catallaxy files

catallaxy in technical exile

The carbon tax and dreams of community

with 24 comments

This review of a set of environmentalist tomes by Bill McKibben is interesting enough for articles in that genre. It discusses James Lovelock’s famous work on Gaia as well as a number of other lesser known works. Here is the description of Lovelock and the Gaia hypothesis:

    James Lovelock is among the planet’s most interesting and productive scientists. His invention of an electron capture device that was able to detect tiny amounts of chemicals enabled other scientists both to understand the dangers of DDT to the eggshells of birds and to figure out the ways in which chlorofluorocarbons (CFCs) were eroding the ozone layer. He’s best known, though, not for a gadget but for a metaphor: the idea that the earth might usefully be considered as a single organism (for which he used the name of the Greek earth goddess Gaia) struggling to keep itself stable.

    his so-called Gaia hypothesis was at first less clear than that— “hardly anyone, and that included me for the first ten years after the concept was born, seems to know what Gaia is,” he has written. But the hypothesis has turned into a theory, still not fully accepted by other scientists but not scorned either. It holds that the earth is “a self-regulating system made up from the totality of organisms, the surface rocks, the ocean and the atmosphere tightly coupled as an evolving system” and striving to “regulate surface conditions so as always to be as favourable as possible for contemporary life …
    This homeostasis is now being disrupted by our brief binge of fossil fuel consumption, which has released a huge amount of carbon dioxide into the atmosphere. Indeed, at one point Lovelock predicts—more gloomily than any other competent observer I am aware of—that we have already pushed the planet over the brink, and that we will soon see remarkably rapid rises in temperature, well beyond those envisioned in most of the computer models now in use—themselves quite dire. He argues that because the earth is already struggling to keep itself cool, our extra increment of heat is particularly dangerous, and he predicts that we will soon see the confluence of several phenomena: the death of ocean algae in ever-warmer ocean waters, reducing the rate at which these small plants can remove carbon from the atmosphere; the death of tropical forests as a result of higher temperatures and the higher rates of evaporation they cause; sharp changes in the earth’s “albedo,” or reflectivity, as white ice that reflects sunlight back out into space is replaced with the absorptive blue of seawater or the dark green of high-latitude boreal forests; and the release of large amounts of methane, itself a greenhouse gas, held in ice crystals in the frozen north or beneath the sea.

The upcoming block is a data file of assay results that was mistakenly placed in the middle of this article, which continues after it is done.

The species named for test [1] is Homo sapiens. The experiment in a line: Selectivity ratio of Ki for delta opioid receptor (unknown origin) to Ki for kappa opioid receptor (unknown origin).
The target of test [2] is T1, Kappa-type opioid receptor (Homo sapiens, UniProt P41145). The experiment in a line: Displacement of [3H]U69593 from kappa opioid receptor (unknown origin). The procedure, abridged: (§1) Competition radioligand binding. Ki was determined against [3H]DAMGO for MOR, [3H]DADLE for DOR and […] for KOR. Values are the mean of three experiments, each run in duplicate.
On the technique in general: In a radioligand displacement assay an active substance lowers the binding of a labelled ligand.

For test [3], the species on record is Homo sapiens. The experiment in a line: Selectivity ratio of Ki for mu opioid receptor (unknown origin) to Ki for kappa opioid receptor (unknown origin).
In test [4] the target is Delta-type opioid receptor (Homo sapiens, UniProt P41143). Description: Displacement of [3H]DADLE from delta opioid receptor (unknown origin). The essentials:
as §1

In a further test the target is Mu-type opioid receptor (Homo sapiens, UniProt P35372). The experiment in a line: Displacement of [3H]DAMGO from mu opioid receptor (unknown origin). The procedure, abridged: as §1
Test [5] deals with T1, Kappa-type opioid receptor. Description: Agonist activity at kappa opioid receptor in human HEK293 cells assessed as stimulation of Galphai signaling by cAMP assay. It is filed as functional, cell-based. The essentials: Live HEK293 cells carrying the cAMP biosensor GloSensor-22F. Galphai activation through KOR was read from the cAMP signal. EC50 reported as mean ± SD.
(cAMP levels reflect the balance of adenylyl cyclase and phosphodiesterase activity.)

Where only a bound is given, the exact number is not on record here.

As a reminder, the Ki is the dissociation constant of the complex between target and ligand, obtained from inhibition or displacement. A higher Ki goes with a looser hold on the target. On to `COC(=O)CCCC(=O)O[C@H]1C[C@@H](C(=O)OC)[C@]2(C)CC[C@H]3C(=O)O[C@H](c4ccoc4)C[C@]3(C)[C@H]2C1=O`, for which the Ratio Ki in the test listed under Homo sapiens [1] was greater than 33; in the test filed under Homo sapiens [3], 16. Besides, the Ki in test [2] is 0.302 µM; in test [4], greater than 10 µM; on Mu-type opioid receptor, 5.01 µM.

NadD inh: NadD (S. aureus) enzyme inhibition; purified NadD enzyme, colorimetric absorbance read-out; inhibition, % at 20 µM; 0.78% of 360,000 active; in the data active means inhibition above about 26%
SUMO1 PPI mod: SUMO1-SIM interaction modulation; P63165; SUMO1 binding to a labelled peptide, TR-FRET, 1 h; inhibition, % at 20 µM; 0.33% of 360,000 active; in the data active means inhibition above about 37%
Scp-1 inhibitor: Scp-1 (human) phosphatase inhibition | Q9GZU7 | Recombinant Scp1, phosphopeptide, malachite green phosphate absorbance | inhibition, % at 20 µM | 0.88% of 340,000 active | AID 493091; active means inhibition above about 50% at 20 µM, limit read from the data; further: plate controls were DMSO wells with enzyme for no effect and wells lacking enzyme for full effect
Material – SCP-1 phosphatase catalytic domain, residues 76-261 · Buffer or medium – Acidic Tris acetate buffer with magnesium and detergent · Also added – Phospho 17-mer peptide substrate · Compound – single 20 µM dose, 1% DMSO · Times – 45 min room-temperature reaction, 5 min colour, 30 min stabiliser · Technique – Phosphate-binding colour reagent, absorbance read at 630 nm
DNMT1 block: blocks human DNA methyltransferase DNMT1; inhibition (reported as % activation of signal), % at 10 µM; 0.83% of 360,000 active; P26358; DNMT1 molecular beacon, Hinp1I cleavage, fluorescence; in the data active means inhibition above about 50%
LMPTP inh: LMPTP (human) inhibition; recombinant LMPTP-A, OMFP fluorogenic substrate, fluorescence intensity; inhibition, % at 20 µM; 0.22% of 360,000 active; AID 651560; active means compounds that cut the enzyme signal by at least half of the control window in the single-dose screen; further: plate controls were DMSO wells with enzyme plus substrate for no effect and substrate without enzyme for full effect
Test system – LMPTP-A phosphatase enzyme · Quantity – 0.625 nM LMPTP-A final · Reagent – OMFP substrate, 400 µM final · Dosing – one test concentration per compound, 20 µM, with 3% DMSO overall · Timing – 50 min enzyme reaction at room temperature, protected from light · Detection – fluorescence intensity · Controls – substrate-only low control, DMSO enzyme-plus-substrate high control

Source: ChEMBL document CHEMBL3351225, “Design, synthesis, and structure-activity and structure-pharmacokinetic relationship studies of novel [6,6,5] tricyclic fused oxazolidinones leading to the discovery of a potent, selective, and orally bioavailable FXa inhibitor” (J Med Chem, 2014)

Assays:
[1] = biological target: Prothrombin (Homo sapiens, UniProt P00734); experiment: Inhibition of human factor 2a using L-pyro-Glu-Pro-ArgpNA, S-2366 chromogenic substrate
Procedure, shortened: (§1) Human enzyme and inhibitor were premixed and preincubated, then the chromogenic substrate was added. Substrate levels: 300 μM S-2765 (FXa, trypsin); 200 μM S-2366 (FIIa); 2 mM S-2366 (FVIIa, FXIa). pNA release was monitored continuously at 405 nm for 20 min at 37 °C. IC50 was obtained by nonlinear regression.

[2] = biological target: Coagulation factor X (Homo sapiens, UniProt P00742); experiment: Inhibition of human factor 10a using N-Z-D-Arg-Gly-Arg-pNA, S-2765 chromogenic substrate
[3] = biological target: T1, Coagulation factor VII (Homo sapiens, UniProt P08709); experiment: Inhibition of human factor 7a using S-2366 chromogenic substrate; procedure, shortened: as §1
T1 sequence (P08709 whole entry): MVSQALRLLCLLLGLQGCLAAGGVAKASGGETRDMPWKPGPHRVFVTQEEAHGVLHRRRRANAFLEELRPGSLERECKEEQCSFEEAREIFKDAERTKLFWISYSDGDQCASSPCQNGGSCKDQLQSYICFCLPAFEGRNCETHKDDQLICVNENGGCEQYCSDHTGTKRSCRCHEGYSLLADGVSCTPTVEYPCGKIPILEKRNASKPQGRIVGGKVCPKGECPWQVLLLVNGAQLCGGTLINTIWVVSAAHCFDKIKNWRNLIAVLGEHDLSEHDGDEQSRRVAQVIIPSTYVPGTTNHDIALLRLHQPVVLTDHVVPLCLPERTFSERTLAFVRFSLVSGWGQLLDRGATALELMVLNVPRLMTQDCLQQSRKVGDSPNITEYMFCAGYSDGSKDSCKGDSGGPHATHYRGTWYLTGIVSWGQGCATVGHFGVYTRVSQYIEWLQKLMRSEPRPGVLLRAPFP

I have to admit this sounds like potentially fascinating stuff and I’m not in a position to judge the plausibility of these claims. It is certainly a far cry from how I have read New Age popularisers describe the Gaia hypothesis and its implications. So this essay is well worth the full read for its discussion of the Gaia hypothesis alone.

But then it ends on this weird note where fossil fuels are blamed for our ‘hyper-individualisation’:

Our sense of community is in disrepair at least in part because the prosperity that flowed from cheap fossil fuel has allowed us all to become extremely individualized, even hyperindividualized, in ways that, as we only now begin to understand, represent a truly Faustian bargain. We Americans haven’t needed our neighbors for anything important, and hence neighborliness—local solidarity—has disappeared. Our problem now is that there is no way forward, at least if we’re serious about preventing the worst ecological nightmares, that doesn’t involve working together politically to make changes deep enough and rapid enough to matter. A carbon tax would be a very good place to start.


Written by Admin

November 14, 2006 at 8:38 pm

Posted in Uncategorized

24 Responses

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  1. Does this guy live in New York?


    November 14, 2006 at 9:08 pm

  2. There was an interesting interview with Lovelock on Lateline earlier this year. (Transcript here). He was, amongst other things, backing nuclear power stations – to the great consternation of many enviro-luddites.

    TONY JONES: I have heard it said that you think nuclear waste is so containable you actually wouldn’t mind having it buried safely in your own backyard. Is that so?

    PROFESSOR JAMES LOVELOCK: It is, indeed. I would be very glad to have it because when it is freshly produced, it stays hot for about 10 or 20 years and I’d use it for free home heating. I’d be glad to use it. It would be a waste not to.


    November 14, 2006 at 9:13 pm

  3. so we get to hear just how rooted we are. how even our skin is going to melt….. and then… the solution is a carbon tax…. Ummmmm


    November 14, 2006 at 9:15 pm